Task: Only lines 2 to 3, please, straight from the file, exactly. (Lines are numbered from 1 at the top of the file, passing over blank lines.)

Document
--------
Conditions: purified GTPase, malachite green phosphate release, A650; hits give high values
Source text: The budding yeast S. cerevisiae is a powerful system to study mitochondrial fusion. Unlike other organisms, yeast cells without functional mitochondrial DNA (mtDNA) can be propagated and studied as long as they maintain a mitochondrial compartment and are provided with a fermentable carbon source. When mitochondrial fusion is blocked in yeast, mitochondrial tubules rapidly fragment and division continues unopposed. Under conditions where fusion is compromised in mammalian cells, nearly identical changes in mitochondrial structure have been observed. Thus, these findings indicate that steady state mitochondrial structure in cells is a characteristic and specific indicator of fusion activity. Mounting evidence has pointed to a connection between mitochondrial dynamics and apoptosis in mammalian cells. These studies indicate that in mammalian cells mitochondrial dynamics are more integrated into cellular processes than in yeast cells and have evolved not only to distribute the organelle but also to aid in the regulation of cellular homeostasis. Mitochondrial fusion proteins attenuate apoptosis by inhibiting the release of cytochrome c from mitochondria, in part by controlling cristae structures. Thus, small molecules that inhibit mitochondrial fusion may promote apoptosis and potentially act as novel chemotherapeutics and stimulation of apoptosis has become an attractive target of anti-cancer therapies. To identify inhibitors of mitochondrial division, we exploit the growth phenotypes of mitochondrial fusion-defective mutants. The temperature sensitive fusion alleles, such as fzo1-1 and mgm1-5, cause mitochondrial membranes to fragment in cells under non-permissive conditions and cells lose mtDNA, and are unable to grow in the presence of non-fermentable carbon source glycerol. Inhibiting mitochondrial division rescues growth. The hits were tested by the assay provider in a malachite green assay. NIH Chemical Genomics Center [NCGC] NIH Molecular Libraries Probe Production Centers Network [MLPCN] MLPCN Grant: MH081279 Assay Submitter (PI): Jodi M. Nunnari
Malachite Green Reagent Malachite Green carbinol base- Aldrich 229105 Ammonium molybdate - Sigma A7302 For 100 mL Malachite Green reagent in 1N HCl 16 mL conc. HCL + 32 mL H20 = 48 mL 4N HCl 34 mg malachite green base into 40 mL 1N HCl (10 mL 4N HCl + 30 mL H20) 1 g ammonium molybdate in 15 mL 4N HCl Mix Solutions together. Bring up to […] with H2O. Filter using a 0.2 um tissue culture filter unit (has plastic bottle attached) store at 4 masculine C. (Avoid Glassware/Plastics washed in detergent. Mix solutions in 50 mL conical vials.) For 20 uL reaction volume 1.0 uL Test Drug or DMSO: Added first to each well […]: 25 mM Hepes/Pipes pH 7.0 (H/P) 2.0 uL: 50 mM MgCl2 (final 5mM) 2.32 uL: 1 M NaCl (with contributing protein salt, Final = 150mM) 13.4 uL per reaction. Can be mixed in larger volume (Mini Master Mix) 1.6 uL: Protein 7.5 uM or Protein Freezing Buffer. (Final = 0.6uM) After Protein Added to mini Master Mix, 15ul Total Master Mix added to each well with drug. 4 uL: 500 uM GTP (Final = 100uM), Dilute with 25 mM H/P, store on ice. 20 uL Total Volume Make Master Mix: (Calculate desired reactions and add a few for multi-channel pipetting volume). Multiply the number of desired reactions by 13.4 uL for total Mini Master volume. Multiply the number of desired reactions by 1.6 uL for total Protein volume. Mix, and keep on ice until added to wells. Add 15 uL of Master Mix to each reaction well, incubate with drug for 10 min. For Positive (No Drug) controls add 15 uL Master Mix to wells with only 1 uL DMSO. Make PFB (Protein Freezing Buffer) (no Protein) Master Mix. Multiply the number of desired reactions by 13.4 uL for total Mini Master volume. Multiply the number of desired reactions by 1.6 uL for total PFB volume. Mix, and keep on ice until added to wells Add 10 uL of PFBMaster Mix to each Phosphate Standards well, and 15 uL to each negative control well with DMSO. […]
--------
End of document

Source text: The budding yeast S. cerevisiae is a powerful system to study mitochondrial fusion. Unlike other organisms, yeast cells without functional mitochondrial DNA (mtDNA) can be propagated and studied as long as they maintain a mitochondrial compartment and are provided with a fermentable carbon source. When mitochondrial fusion is blocked in yeast, mitochondrial tubules rapidly fragment and division continues unopposed. Under conditions where fusion is compromised in mammalian cells, nearly identical changes in mitochondrial structure have been observed. Thus, these findings indicate that steady state mitochondrial structure in cells is a characteristic and specific indicator of fusion activity. Mounting evidence has pointed to a connection between mitochondrial dynamics and apoptosis in mammalian cells. These studies indicate that in mammalian cells mitochondrial dynamics are more integrated into cellular processes than in yeast cells and have evolved not only to distribute the organelle but also to aid in the regulation of cellular homeostasis. Mitochondrial fusion proteins attenuate apoptosis by inhibiting the release of cytochrome c from mitochondria, in part by controlling cristae structures. Thus, small molecules that inhibit mitochondrial fusion may promote apoptosis and potentially act as novel chemotherapeutics and stimulation of apoptosis has become an attractive target of anti-cancer therapies. To identify inhibitors of mitochondrial division, we exploit the growth phenotypes of mitochondrial fusion-defective mutants. The temperature sensitive fusion alleles, such as fzo1-1 and mgm1-5, cause mitochondrial membranes to fragment in cells under non-permissive conditions and cells lose mtDNA, and are unable to grow in the presence of non-fermentable carbon source glycerol. Inhibiting mitochondrial division rescues growth. The hits were tested by the assay provider in a malachite green assay. NIH Chemical Genomics Center [NCGC] NIH Molecular Libraries Probe Production Centers Network [MLPCN] MLPCN Grant: MH081279 Assay Submitter (PI): Jodi M. Nunnari
Malachite Green Reagent Malachite Green carbinol base- Aldrich 229105 Ammonium molybdate - Sigma A7302 For 100 mL Malachite Green reagent in 1N HCl 16 mL conc. HCL + 32 mL H20 = 48 mL 4N HCl 34 mg malachite green base into 40 mL 1N HCl (10 mL 4N HCl + 30 mL H20) 1 g ammonium molybdate in 15 mL 4N HCl Mix Solutions together. Bring up to […] with H2O. Filter using a 0.2 um tissue culture filter unit (has plastic bottle attached) store at 4 masculine C. (Avoid Glassware/Plastics washed in detergent. Mix solutions in 50 mL conical vials.) For 20 uL reaction volume 1.0 uL Test Drug or DMSO: Added first to each well […]: 25 mM Hepes/Pipes pH 7.0 (H/P) 2.0 uL: 50 mM MgCl2 (final 5mM) 2.32 uL: 1 M NaCl (with contributing protein salt, Final = 150mM) 13.4 uL per reaction. Can be mixed in larger volume (Mini Master Mix) 1.6 uL: Protein 7.5 uM or Protein Freezing Buffer. (Final = 0.6uM) After Protein Added to mini Master Mix, 15ul Total Master Mix added to each well with drug. 4 uL: 500 uM GTP (Final = 100uM), Dilute with 25 mM H/P, store on ice. 20 uL Total Volume Make Master Mix: (Calculate desired reactions and add a few for multi-channel pipetting volume). Multiply the number of desired reactions by 13.4 uL for total Mini Master volume. Multiply the number of desired reactions by 1.6 uL for total Protein volume. Mix, and keep on ice until added to wells. Add 15 uL of Master Mix to each reaction well, incubate with drug for 10 min. For Positive (No Drug) controls add 15 uL Master Mix to wells with only 1 uL DMSO. Make PFB (Protein Freezing Buffer) (no Protein) Master Mix. Multiply the number of desired reactions by 13.4 uL for total Mini Master volume. Multiply the number of desired reactions by 1.6 uL for total PFB volume. Mix, and keep on ice until added to wells Add 10 uL of PFBMaster Mix to each Phosphate Standards well, and 15 uL to each negative control well with DMSO. […]